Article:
How Stress Turns Into a Physical Heart Attack

It involves a signal from your brain to your bone marrow
By Arden Dier,  Newser Staff
Posted Jan 12, 2017 11:55 AM CST
How Stress Turns Into a Physical Heart Attack
Stress may lead to plaque build-up in arteries: study.   (Getty Images/PeopleImages)

Scientists have long cautioned that stress is bad for the heart, and a new study provides insight into precisely why. In the Lancet, researchers lay out a chain of events: When people feel stress, the amygdala area of the brain—it processes emotions such as fear and danger—fires up with extra activity to help them cope. The problem is that the amygdala sends a signal to bone marrow to generate more white blood cells, and those blood cells in turn cause arteries to become inflamed, explains the BBC. That inflammation can then result in heart attacks and strokes. Researchers based their findings on two studies, the larger of which tracked nearly 300 people for about four years. The pattern seemed clear: Those with higher amygdala activity were more likely to develop heart disease of some kind.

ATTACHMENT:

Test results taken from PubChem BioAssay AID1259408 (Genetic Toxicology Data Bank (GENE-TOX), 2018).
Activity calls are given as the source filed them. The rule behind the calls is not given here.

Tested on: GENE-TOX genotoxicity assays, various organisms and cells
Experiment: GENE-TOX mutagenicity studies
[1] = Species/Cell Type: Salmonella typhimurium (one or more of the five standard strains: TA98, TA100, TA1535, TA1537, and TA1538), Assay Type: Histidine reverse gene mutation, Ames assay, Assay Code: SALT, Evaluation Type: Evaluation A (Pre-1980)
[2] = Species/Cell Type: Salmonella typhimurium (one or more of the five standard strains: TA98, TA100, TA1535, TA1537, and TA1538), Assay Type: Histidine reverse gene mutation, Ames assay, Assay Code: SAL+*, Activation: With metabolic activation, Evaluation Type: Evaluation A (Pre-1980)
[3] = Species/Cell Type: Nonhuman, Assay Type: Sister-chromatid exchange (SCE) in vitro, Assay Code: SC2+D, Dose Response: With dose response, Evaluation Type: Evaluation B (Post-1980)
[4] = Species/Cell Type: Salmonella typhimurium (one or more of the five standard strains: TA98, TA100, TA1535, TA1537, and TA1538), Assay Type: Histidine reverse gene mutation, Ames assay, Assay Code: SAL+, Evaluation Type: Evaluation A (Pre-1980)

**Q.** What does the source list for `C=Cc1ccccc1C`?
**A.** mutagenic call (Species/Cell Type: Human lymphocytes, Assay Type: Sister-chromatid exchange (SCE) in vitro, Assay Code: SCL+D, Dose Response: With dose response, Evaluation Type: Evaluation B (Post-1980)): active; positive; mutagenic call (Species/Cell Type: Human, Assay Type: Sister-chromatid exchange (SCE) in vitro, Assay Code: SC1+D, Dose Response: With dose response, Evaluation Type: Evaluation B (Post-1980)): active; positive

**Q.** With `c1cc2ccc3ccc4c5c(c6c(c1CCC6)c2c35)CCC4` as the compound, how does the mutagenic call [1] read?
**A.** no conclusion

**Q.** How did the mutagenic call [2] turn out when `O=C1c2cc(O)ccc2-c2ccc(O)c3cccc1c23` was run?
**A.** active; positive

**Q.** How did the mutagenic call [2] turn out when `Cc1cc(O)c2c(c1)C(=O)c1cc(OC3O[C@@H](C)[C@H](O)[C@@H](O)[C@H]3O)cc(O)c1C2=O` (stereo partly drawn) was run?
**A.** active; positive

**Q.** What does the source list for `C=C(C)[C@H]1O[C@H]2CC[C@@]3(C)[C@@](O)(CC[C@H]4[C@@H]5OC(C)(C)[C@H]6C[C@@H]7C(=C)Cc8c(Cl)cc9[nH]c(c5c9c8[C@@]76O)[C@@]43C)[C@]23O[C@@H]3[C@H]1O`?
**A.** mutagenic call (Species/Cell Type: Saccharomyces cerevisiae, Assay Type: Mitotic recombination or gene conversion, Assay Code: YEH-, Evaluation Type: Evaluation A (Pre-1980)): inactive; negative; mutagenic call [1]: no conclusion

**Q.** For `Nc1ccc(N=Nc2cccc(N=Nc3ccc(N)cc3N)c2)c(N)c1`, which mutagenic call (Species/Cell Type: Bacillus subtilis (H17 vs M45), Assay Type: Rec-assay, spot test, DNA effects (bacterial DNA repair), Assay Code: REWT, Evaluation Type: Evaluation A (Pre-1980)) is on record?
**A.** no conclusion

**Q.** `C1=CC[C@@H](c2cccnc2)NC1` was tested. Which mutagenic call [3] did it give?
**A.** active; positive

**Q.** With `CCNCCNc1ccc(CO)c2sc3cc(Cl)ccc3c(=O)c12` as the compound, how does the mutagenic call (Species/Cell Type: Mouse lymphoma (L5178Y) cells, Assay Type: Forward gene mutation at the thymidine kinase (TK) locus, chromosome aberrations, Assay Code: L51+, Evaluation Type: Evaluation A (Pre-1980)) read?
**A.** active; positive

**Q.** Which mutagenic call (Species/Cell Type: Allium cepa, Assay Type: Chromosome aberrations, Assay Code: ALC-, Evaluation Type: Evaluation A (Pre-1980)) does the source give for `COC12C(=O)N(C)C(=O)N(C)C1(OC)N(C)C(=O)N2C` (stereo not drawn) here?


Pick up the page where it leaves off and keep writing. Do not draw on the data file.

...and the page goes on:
"While the link between stress and heart disease has long been established, the mechanism mediating that risk has not been clearly understood," says study leader Ahmed Tawakol of Massachusetts General Hospital and Harvard Medical School, per Live Science. A link between stress and higher activity in bone marrow and arteries had previously only been recorded in animals, but the new research suggests it applies to humans as well, reports Reuters. The takeaway: "Reducing stress could produce benefits that extend beyond an improved sense of psychological wellbeing," says Tawakol. Those at increased risk of heart disease should look into stress-reduction techniques, he adds. (Almost half of all heart attacks are silent.)

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